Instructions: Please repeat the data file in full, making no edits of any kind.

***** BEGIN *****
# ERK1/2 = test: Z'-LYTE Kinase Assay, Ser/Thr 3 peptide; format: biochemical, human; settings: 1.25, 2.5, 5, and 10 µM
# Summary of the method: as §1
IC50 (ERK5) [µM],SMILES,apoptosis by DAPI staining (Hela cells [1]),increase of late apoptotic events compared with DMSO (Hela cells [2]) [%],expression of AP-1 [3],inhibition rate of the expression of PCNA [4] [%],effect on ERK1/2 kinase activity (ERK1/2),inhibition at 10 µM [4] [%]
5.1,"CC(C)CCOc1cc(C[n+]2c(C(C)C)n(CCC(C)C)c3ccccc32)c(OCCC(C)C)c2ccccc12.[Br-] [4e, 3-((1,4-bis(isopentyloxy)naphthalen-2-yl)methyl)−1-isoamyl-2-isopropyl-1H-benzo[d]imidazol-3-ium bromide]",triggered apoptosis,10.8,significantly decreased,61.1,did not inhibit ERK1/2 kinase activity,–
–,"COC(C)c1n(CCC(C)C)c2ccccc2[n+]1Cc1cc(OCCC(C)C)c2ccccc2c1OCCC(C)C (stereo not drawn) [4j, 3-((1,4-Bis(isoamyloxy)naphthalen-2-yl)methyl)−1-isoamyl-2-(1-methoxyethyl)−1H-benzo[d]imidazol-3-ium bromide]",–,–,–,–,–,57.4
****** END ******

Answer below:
# ERK1/2 = test: Z'-LYTE Kinase Assay, Ser/Thr 3 peptide; format: biochemical, human; settings: 1.25, 2.5, 5, and 10 µM
# Summary of the method: as §1
IC50 (ERK5) [µM],SMILES,apoptosis by DAPI staining (Hela cells [1]),increase of late apoptotic events compared with DMSO (Hela cells [2]) [%],expression of AP-1 [3],inhibition rate of the expression of PCNA [4] [%],effect on ERK1/2 kinase activity (ERK1/2),inhibition at 10 µM [4] [%]
5.1,"CC(C)CCOc1cc(C[n+]2c(C(C)C)n(CCC(C)C)c3ccccc32)c(OCCC(C)C)c2ccccc12.[Br-] [4e, 3-((1,4-bis(isopentyloxy)naphthalen-2-yl)methyl)−1-isoamyl-2-isopropyl-1H-benzo[d]imidazol-3-ium bromide]",triggered apoptosis,10.8,significantly decreased,61.1,did not inhibit ERK1/2 kinase activity,–
–,"COC(C)c1n(CCC(C)C)c2ccccc2[n+]1Cc1cc(OCCC(C)C)c2ccccc2c1OCCC(C)C (stereo not drawn) [4j, 3-((1,4-Bis(isoamyloxy)naphthalen-2-yl)methyl)−1-isoamyl-2-(1-methoxyethyl)−1H-benzo[d]imidazol-3-ium bromide]",–,–,–,–,–,57.4